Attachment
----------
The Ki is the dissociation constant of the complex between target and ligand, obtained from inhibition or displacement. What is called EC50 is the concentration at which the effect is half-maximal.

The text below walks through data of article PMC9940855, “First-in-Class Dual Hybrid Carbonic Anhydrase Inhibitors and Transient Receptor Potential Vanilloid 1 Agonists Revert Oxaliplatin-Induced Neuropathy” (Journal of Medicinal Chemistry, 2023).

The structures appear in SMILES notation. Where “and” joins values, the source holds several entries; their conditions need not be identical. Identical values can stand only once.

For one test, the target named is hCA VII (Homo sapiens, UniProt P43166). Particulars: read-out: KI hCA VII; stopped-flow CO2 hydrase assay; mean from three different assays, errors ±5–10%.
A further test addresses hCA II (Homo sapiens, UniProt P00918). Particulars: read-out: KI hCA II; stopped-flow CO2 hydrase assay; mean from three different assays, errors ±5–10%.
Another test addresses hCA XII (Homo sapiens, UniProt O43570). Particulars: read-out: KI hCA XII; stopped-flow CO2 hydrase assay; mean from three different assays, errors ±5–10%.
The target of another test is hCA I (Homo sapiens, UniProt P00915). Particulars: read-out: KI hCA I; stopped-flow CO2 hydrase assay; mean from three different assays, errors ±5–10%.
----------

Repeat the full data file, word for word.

The Ki is the dissociation constant of the complex between target and ligand, obtained from inhibition or displacement. What is called EC50 is the concentration at which the effect is half-maximal.

The text below walks through data of article PMC9940855, “First-in-Class Dual Hybrid Carbonic Anhydrase Inhibitors and Transient Receptor Potential Vanilloid 1 Agonists Revert Oxaliplatin-Induced Neuropathy” (Journal of Medicinal Chemistry, 2023).

The structures appear in SMILES notation. Where “and” joins values, the source holds several entries; their conditions need not be identical. Identical values can stand only once.

For one test, the target named is hCA VII (Homo sapiens, UniProt P43166). Particulars: read-out: KI hCA VII; stopped-flow CO2 hydrase assay; mean from three different assays, errors ±5–10%.
A further test addresses hCA II (Homo sapiens, UniProt P00918). Particulars: read-out: KI hCA II; stopped-flow CO2 hydrase assay; mean from three different assays, errors ±5–10%.
Another test addresses hCA XII (Homo sapiens, UniProt O43570). Particulars: read-out: KI hCA XII; stopped-flow CO2 hydrase assay; mean from three different assays, errors ±5–10%.
The target of another test is hCA I (Homo sapiens, UniProt P00915). Particulars: read-out: KI hCA I; stopped-flow CO2 hydrase assay; mean from three different assays, errors ±5–10%.